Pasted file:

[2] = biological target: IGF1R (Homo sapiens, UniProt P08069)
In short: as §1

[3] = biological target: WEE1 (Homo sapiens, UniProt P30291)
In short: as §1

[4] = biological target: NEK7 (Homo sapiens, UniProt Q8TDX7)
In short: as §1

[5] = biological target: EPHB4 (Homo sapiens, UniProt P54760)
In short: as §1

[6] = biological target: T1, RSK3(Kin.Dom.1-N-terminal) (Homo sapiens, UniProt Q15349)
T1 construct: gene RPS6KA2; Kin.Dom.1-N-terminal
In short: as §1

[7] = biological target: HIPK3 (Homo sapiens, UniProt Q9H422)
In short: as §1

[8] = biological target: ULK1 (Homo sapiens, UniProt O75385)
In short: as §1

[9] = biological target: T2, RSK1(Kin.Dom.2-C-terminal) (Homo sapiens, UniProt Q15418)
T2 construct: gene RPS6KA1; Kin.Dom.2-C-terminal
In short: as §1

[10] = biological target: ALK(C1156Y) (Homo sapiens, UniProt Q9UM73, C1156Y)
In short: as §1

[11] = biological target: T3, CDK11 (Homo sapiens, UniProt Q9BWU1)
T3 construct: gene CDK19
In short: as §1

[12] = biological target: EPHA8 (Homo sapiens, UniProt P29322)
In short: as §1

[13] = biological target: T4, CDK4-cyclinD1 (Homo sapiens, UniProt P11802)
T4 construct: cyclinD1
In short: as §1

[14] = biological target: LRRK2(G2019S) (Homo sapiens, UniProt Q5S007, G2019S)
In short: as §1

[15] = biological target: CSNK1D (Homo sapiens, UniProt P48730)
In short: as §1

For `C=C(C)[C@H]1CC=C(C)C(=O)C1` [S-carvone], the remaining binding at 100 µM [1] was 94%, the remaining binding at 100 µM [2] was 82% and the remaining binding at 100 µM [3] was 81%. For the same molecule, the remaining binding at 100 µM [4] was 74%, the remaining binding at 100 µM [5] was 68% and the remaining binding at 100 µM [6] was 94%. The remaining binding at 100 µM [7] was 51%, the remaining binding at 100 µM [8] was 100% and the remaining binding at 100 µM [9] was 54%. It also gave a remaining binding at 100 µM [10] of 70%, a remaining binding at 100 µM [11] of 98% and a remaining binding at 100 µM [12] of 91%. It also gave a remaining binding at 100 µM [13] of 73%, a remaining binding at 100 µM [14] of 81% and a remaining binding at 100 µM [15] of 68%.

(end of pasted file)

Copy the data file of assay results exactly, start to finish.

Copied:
[2] = biological target: IGF1R (Homo sapiens, UniProt P08069)
In short: as §1

[3] = biological target: WEE1 (Homo sapiens, UniProt P30291)
In short: as §1

[4] = biological target: NEK7 (Homo sapiens, UniProt Q8TDX7)
In short: as §1

[5] = biological target: EPHB4 (Homo sapiens, UniProt P54760)
In short: as §1

[6] = biological target: T1, RSK3(Kin.Dom.1-N-terminal) (Homo sapiens, UniProt Q15349)
T1 construct: gene RPS6KA2; Kin.Dom.1-N-terminal
In short: as §1

[7] = biological target: HIPK3 (Homo sapiens, UniProt Q9H422)
In short: as §1

[8] = biological target: ULK1 (Homo sapiens, UniProt O75385)
In short: as §1

[9] = biological target: T2, RSK1(Kin.Dom.2-C-terminal) (Homo sapiens, UniProt Q15418)
T2 construct: gene RPS6KA1; Kin.Dom.2-C-terminal
In short: as §1

[10] = biological target: ALK(C1156Y) (Homo sapiens, UniProt Q9UM73, C1156Y)
In short: as §1

[11] = biological target: T3, CDK11 (Homo sapiens, UniProt Q9BWU1)
T3 construct: gene CDK19
In short: as §1

[12] = biological target: EPHA8 (Homo sapiens, UniProt P29322)
In short: as §1

[13] = biological target: T4, CDK4-cyclinD1 (Homo sapiens, UniProt P11802)
T4 construct: cyclinD1
In short: as §1

[14] = biological target: LRRK2(G2019S) (Homo sapiens, UniProt Q5S007, G2019S)
In short: as §1

[15] = biological target: CSNK1D (Homo sapiens, UniProt P48730)
In short: as §1

For `C=C(C)[C@H]1CC=C(C)C(=O)C1` [S-carvone], the remaining binding at 100 µM [1] was 94%, the remaining binding at 100 µM [2] was 82% and the remaining binding at 100 µM [3] was 81%. For the same molecule, the remaining binding at 100 µM [4] was 74%, the remaining binding at 100 µM [5] was 68% and the remaining binding at 100 µM [6] was 94%. The remaining binding at 100 µM [7] was 51%, the remaining binding at 100 µM [8] was 100% and the remaining binding at 100 µM [9] was 54%. It also gave a remaining binding at 100 µM [10] of 70%, a remaining binding at 100 µM [11] of 98% and a remaining binding at 100 µM [12] of 91%. It also gave a remaining binding at 100 µM [13] of 73%, a remaining binding at 100 µM [14] of 81% and a remaining binding at 100 µM [15] of 68%.